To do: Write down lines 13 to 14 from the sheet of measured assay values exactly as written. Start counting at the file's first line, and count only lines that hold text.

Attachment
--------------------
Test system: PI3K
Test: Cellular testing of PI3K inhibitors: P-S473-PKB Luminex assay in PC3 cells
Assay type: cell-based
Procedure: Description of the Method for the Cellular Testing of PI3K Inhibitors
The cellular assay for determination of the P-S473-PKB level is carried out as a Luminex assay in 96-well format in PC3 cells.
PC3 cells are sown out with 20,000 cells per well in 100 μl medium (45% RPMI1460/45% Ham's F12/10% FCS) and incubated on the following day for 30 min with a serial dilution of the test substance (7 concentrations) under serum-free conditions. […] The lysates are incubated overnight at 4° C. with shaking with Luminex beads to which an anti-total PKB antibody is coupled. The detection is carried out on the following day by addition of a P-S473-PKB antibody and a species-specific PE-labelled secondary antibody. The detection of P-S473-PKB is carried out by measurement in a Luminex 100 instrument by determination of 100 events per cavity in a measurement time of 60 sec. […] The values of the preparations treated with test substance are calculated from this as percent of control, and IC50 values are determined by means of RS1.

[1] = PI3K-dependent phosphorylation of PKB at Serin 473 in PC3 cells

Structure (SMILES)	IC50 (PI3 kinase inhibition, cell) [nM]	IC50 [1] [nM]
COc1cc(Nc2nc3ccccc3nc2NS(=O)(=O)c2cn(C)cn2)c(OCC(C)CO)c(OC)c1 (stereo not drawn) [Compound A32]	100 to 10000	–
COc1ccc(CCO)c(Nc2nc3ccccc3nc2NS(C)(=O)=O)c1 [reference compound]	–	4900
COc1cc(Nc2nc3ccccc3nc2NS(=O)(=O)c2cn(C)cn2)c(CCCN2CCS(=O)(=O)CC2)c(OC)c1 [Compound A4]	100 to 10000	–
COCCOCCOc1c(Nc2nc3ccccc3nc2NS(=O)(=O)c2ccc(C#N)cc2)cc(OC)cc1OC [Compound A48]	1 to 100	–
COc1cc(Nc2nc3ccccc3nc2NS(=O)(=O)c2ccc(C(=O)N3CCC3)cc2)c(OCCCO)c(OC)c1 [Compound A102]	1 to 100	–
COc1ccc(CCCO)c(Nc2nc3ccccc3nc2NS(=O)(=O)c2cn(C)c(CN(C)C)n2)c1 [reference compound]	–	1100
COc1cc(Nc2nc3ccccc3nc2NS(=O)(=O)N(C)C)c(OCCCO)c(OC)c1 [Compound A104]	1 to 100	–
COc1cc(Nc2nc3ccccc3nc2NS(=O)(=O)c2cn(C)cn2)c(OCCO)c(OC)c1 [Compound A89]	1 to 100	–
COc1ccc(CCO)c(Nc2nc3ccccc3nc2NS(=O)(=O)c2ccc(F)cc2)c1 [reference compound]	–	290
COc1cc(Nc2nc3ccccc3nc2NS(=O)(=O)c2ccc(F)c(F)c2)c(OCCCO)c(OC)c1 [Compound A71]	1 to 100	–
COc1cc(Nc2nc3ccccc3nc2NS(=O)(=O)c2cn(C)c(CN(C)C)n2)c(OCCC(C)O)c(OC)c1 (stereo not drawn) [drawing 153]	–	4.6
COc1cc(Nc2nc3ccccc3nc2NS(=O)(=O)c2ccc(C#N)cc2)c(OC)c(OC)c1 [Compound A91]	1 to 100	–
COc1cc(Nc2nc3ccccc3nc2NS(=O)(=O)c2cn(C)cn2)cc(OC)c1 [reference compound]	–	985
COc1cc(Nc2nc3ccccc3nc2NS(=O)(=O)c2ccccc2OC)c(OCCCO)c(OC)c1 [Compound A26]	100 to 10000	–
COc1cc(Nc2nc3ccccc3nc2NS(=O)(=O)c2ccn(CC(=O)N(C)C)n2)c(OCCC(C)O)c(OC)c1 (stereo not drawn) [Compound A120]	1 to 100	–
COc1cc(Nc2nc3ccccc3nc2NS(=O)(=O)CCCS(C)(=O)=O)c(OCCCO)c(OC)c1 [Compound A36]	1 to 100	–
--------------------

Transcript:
COc1cc(Nc2nc3ccccc3nc2NS(=O)(=O)c2ccc(C(=O)N3CCC3)cc2)c(OCCCO)c(OC)c1 [Compound A102]	1 to 100	–
COc1ccc(CCCO)c(Nc2nc3ccccc3nc2NS(=O)(=O)c2cn(C)c(CN(C)C)n2)c1 [reference compound]	–	1100